Surreal Scenes Through the Hyper-Polluted Skies of Asia

by Jack Hickman Apr 4, 2017

ASIA IS WITNESSING A POLLUTION problem on an unprecedented level. I have lived and breathed it. I traveled to Northern China and Mongolia during this year’s winter of discontent. December and January are the months renowned for the worst of the toxic skies. Thick menacing smogs roll in and suffocate entire cities and provinces at this time of year. On the worst days I struggled to see the sun. It is like living in the shadows of Mordor. I would not wish these living conditions on my worst enemy and yet half a billion people have to deal with the problem in this region of the world. It is a very real and worrying indicator of the human impact upon our environment. Blue sky is a sight to be treasured.

Apocalyptic scenes in downtown Ulaanbaatar during rush hour. All photos by author.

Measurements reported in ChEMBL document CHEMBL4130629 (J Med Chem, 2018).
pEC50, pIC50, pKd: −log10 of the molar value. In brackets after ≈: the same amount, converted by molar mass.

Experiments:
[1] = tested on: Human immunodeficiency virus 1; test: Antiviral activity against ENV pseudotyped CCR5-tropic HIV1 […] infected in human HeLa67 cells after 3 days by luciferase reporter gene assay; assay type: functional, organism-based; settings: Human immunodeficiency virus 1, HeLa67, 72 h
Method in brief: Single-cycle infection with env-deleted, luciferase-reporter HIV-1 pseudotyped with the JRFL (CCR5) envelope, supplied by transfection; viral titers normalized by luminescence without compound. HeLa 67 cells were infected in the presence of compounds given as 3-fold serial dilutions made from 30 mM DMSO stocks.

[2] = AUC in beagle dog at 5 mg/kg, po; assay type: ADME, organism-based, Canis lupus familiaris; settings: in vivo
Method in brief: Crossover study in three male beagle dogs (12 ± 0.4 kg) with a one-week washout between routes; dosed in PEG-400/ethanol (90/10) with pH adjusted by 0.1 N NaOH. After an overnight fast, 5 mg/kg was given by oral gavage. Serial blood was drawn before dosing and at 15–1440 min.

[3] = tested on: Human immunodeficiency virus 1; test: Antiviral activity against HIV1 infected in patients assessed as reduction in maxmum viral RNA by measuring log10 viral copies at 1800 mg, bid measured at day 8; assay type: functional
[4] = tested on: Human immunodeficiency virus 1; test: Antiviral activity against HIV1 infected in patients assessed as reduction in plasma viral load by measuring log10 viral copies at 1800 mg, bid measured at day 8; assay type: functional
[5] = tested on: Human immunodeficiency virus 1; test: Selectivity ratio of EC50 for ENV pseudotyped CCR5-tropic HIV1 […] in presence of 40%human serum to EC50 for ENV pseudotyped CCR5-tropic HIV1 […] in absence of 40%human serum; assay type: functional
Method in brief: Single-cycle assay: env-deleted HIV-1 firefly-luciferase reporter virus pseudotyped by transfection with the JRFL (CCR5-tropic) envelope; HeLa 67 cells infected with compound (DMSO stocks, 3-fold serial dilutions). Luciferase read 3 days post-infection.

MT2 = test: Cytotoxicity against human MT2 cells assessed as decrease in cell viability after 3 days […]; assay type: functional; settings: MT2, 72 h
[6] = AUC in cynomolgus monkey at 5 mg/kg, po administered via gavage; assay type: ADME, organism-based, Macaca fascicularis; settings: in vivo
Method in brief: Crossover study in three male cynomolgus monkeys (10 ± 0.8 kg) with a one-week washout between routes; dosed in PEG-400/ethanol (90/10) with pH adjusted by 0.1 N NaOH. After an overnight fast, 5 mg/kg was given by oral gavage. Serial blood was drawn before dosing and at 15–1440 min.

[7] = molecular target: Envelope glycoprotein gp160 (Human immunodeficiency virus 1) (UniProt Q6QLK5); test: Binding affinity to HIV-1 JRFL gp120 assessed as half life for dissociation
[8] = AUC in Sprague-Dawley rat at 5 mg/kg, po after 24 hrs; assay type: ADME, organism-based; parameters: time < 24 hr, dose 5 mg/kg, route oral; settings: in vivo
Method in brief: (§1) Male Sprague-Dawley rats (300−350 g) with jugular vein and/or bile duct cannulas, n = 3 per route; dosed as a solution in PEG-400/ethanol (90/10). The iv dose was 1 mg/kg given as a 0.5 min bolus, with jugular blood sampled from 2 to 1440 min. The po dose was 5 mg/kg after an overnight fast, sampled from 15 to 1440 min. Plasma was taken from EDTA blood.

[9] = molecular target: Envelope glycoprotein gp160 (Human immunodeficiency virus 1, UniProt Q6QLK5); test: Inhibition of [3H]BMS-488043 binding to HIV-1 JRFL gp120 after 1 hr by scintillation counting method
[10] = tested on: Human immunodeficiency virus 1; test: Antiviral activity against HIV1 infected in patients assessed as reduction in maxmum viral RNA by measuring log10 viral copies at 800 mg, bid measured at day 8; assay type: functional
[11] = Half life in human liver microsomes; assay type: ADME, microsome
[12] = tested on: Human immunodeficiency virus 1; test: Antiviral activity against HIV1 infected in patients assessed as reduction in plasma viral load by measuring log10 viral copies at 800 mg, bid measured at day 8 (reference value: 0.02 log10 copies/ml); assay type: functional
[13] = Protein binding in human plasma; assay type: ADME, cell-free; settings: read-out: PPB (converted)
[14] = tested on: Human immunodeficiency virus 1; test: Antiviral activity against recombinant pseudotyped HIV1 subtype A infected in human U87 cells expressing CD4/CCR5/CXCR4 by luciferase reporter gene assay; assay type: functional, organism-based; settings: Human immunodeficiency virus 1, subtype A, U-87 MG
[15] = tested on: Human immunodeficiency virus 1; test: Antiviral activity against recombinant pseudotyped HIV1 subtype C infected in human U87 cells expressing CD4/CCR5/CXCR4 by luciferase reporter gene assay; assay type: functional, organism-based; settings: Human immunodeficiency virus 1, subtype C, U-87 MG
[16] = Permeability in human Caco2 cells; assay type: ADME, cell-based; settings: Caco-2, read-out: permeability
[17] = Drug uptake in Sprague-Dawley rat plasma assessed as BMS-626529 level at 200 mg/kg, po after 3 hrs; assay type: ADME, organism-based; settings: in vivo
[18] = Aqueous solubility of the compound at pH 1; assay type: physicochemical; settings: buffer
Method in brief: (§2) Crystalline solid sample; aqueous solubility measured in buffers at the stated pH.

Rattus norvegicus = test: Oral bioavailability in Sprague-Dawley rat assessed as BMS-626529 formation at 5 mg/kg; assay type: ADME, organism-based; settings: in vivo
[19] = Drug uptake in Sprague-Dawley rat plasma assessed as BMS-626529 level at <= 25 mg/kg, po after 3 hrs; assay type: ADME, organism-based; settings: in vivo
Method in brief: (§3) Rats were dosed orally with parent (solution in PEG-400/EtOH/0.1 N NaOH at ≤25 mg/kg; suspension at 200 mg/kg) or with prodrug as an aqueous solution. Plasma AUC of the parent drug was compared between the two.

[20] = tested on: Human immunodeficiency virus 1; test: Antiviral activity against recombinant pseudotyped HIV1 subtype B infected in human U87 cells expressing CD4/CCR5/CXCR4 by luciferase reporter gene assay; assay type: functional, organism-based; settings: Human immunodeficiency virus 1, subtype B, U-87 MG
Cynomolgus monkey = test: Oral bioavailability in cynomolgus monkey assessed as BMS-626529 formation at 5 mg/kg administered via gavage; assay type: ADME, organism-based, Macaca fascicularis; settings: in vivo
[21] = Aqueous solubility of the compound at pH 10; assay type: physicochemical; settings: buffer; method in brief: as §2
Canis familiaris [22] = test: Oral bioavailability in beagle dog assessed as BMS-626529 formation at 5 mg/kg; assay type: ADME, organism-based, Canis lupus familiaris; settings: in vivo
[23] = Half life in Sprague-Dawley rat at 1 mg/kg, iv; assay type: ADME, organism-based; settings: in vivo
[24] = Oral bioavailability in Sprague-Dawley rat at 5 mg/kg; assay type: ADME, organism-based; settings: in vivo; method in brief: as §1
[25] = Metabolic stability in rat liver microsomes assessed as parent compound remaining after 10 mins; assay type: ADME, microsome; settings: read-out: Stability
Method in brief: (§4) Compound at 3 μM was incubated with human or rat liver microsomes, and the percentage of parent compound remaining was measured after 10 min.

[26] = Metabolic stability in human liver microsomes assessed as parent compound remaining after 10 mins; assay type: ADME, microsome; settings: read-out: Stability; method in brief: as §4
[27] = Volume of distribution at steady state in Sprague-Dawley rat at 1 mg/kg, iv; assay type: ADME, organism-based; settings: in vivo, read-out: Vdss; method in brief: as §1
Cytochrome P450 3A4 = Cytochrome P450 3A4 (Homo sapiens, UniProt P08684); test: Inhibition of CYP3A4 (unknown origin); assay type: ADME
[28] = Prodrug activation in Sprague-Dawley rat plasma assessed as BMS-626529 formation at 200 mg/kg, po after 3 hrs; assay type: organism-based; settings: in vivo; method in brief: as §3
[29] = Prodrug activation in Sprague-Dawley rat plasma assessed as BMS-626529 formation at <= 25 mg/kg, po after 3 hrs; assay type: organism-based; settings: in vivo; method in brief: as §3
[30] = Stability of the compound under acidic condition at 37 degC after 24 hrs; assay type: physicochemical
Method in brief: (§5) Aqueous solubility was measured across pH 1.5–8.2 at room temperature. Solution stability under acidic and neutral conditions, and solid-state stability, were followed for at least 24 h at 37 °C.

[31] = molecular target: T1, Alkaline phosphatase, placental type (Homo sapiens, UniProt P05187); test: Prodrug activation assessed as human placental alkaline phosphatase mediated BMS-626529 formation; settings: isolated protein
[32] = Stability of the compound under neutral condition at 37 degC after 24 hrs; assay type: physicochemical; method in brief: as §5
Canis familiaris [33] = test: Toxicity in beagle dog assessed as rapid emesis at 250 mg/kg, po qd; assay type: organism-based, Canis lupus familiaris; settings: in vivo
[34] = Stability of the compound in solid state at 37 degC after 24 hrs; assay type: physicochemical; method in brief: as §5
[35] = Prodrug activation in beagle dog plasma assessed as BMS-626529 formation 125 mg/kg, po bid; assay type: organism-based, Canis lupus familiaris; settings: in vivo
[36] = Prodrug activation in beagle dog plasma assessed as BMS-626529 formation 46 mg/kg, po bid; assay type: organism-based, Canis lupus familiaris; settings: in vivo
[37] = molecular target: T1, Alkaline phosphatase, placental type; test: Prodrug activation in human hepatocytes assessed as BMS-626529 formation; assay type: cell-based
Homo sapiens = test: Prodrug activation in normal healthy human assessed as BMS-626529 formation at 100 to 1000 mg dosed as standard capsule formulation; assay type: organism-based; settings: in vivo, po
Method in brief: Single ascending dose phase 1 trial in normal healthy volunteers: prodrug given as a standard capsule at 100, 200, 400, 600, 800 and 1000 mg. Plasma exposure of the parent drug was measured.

There are a number of reasons why the smog exists: the burning of fossil fuels, steel production, an increase in car ownership, poorly enforced environmental regulations, corruption, and unfavorable weather conditions (often used as a scapegoat). Coal and vehicle fumes are largely to blame to for the poor air quality. In China’s ever-expanding megapolises, city planning has been rushed and not thought through using common sense. Quite often there is no distinction between industrial zones and residential areas. Coal power stations exist side by side with inner city residential apartment blocks. In the Chinese and Mongolian capitals — Beijing and Ulaanbaatar — the level of 2.5M particles in the atmosphere has been measured at over 40 times the recommended exposure amount set by the World Health Organization. 2.5M is a general term for a tiny particle found in fumes. It can travel deep into the lungs and corrode away the lungs alveoli. It is linked to a number of illnesses — asthma, bronchitis, lung cancer. The pollution particle contributes to 1.6 million deaths per year in China.